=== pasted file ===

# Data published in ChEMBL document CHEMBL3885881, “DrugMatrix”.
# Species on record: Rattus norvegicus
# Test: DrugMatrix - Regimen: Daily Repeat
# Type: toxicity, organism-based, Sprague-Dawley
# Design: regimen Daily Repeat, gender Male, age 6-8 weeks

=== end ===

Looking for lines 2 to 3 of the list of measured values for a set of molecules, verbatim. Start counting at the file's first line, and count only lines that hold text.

# Species on record: Rattus norvegicus
# Test: DrugMatrix - Regimen: Daily Repeat